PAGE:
My little Bamboo Pen tablet (a hopeful purchase some years ago) had been collecting dust in the closet. The learning curve of Photoshop is an intimidating rabbit-hole; having a class like this is a good way to stay focused on a few new skills.
Our first task was to manipulate our reference photo (furthest left) with more contrast, a posterizing filter, and a stroke filter version. This gave me a range of options and ideas of how I wanted the final digital painting to look.
(Original photographer - Daniil Kontorovich)
I set up my canvas with the reference image to the left and equal space to the right. Then I filled in the background color so that lighter values will be more noticeable when I add them in.
Can I just say how awkward it is to not look at your hand when you're drawing?!
One of the biggest challenges in traditional painting is staying away from detail. Loose, general shapes that can be altered is what I'm used to, which wasn't so different in this process. I used a large, soft brush to block in larger shapes.
I clearly don't know what I'm doing here (the edges have a strange drag to them) and it's clumsy, but hey, there's always an ugly-duckling phase.
A little more progress here; proportions and shapes are getting more accurate.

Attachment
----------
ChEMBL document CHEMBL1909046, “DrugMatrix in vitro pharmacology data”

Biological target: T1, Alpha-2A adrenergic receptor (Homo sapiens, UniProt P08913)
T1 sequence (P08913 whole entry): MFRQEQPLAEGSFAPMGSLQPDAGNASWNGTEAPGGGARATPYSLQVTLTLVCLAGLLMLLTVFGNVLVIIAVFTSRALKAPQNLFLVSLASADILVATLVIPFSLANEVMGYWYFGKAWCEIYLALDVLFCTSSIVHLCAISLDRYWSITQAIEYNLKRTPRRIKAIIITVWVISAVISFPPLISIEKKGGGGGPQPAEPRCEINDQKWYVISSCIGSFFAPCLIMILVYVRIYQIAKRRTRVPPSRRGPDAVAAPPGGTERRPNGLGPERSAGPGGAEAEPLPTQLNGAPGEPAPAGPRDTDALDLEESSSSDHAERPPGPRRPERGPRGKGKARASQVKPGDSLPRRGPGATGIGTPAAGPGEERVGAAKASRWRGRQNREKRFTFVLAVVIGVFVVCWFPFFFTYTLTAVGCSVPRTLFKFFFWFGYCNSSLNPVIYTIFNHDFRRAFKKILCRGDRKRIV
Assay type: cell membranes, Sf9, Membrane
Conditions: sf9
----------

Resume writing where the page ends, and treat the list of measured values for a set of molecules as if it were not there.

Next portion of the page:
Clarifying the drawing and values here. This got much easier once I found some brushes online that work a little better for me (this is another rabbit hole; 500 photoshop brushes isn't as useful as 5-10 ones that you know how to use well).
I'll keep some of the strokes soft (like the hair going into the background). By making the eyes the sharpest, most detailed part of the painting they should read as being the most important (as is the case in most portraiture).
Finally, the finishing touches. I made a brush of stamped spots and that sped up the process considerably. I found a pastel brush online and used some of those strokes between the hair and the background to add a sense of atmosphere.
There are some areas that could still use work (the hard lines between the cheekbones and forehead to the hair should be softer). Overall pleased with how much I learned in this class and I enjoyed seeing other student's work.